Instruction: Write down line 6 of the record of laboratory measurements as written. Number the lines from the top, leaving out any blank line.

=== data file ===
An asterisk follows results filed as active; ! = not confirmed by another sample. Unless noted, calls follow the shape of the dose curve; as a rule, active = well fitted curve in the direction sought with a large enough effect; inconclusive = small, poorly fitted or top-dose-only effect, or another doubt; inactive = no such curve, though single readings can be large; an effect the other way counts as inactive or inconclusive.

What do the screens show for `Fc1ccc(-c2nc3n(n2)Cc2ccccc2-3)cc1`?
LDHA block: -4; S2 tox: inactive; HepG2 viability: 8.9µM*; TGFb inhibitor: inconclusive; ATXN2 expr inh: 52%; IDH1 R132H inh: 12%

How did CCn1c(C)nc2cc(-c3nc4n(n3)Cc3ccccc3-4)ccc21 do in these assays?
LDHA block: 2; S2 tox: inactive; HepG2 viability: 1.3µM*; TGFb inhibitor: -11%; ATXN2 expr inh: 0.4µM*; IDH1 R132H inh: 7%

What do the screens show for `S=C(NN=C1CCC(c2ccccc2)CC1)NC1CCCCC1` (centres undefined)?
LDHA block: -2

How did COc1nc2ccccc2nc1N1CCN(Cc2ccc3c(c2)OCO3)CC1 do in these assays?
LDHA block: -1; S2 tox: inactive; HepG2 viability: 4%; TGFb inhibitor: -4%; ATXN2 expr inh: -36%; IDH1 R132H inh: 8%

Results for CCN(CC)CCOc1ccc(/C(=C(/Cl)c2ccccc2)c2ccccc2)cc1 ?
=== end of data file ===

What do the screens show for `S=C(NN=C1CCC(c2ccccc2)CC1)NC1CCCCC1` (centres undefined)?